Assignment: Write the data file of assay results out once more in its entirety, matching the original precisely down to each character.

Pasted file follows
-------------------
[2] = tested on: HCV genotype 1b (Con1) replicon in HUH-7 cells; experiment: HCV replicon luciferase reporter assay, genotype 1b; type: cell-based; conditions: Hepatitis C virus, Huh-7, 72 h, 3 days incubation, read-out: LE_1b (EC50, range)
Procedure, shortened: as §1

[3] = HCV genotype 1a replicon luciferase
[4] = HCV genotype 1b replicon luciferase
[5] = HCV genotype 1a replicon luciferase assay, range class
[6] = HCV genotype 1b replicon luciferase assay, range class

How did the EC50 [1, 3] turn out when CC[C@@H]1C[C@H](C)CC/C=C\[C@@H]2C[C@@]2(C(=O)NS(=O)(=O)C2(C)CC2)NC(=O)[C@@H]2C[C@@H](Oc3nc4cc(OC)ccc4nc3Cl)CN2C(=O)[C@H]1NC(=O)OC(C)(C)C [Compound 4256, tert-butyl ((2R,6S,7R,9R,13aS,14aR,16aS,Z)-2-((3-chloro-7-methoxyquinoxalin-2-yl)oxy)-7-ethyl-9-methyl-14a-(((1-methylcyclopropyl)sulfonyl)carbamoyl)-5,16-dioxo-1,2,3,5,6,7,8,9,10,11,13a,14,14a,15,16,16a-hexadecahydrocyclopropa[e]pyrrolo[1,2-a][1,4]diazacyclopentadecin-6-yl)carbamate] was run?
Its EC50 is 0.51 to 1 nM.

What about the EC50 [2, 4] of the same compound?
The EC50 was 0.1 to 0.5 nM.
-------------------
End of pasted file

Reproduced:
[2] = tested on: HCV genotype 1b (Con1) replicon in HUH-7 cells; experiment: HCV replicon luciferase reporter assay, genotype 1b; type: cell-based; conditions: Hepatitis C virus, Huh-7, 72 h, 3 days incubation, read-out: LE_1b (EC50, range)
Procedure, shortened: as §1

[3] = HCV genotype 1a replicon luciferase
[4] = HCV genotype 1b replicon luciferase
[5] = HCV genotype 1a replicon luciferase assay, range class
[6] = HCV genotype 1b replicon luciferase assay, range class

How did the EC50 [1, 3] turn out when CC[C@@H]1C[C@H](C)CC/C=C\[C@@H]2C[C@@]2(C(=O)NS(=O)(=O)C2(C)CC2)NC(=O)[C@@H]2C[C@@H](Oc3nc4cc(OC)ccc4nc3Cl)CN2C(=O)[C@H]1NC(=O)OC(C)(C)C [Compound 4256, tert-butyl ((2R,6S,7R,9R,13aS,14aR,16aS,Z)-2-((3-chloro-7-methoxyquinoxalin-2-yl)oxy)-7-ethyl-9-methyl-14a-(((1-methylcyclopropyl)sulfonyl)carbamoyl)-5,16-dioxo-1,2,3,5,6,7,8,9,10,11,13a,14,14a,15,16,16a-hexadecahydrocyclopropa[e]pyrrolo[1,2-a][1,4]diazacyclopentadecin-6-yl)carbamate] was run?
Its EC50 is 0.51 to 1 nM.

What about the EC50 [2, 4] of the same compound?
The EC50 was 0.1 to 0.5 nM.